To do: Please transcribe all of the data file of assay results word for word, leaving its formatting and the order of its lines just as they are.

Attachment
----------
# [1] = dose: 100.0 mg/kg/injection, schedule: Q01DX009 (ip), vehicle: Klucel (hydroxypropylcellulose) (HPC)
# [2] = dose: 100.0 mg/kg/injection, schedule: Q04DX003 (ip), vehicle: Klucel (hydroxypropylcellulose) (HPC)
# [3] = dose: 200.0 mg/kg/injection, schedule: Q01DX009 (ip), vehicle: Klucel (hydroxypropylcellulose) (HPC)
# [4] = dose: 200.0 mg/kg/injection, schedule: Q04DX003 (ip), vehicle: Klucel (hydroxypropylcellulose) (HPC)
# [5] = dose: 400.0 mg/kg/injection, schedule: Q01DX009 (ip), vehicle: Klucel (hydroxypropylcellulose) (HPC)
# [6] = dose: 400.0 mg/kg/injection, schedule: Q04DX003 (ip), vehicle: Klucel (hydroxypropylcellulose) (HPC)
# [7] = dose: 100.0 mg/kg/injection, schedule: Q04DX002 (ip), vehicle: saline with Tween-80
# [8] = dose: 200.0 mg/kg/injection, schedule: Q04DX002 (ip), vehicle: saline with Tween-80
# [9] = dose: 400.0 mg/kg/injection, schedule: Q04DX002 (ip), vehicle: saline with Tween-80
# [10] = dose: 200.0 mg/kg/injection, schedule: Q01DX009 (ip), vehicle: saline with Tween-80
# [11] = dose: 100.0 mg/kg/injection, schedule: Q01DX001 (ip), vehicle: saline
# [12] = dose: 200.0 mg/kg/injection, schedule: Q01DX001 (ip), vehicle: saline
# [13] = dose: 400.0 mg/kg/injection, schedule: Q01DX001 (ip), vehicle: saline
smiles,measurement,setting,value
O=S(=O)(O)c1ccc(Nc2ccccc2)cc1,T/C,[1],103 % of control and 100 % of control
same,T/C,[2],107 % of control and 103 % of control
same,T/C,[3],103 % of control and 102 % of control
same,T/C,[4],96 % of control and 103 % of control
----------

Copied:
# [1] = dose: 100.0 mg/kg/injection, schedule: Q01DX009 (ip), vehicle: Klucel (hydroxypropylcellulose) (HPC)
# [2] = dose: 100.0 mg/kg/injection, schedule: Q04DX003 (ip), vehicle: Klucel (hydroxypropylcellulose) (HPC)
# [3] = dose: 200.0 mg/kg/injection, schedule: Q01DX009 (ip), vehicle: Klucel (hydroxypropylcellulose) (HPC)
# [4] = dose: 200.0 mg/kg/injection, schedule: Q04DX003 (ip), vehicle: Klucel (hydroxypropylcellulose) (HPC)
# [5] = dose: 400.0 mg/kg/injection, schedule: Q01DX009 (ip), vehicle: Klucel (hydroxypropylcellulose) (HPC)
# [6] = dose: 400.0 mg/kg/injection, schedule: Q04DX003 (ip), vehicle: Klucel (hydroxypropylcellulose) (HPC)
# [7] = dose: 100.0 mg/kg/injection, schedule: Q04DX002 (ip), vehicle: saline with Tween-80
# [8] = dose: 200.0 mg/kg/injection, schedule: Q04DX002 (ip), vehicle: saline with Tween-80
# [9] = dose: 400.0 mg/kg/injection, schedule: Q04DX002 (ip), vehicle: saline with Tween-80
# [10] = dose: 200.0 mg/kg/injection, schedule: Q01DX009 (ip), vehicle: saline with Tween-80
# [11] = dose: 100.0 mg/kg/injection, schedule: Q01DX001 (ip), vehicle: saline
# [12] = dose: 200.0 mg/kg/injection, schedule: Q01DX001 (ip), vehicle: saline
# [13] = dose: 400.0 mg/kg/injection, schedule: Q01DX001 (ip), vehicle: saline
smiles,measurement,setting,value
O=S(=O)(O)c1ccc(Nc2ccccc2)cc1,T/C,[1],103 % of control and 100 % of control
same,T/C,[2],107 % of control and 103 % of control
same,T/C,[3],103 % of control and 102 % of control
same,T/C,[4],96 % of control and 103 % of control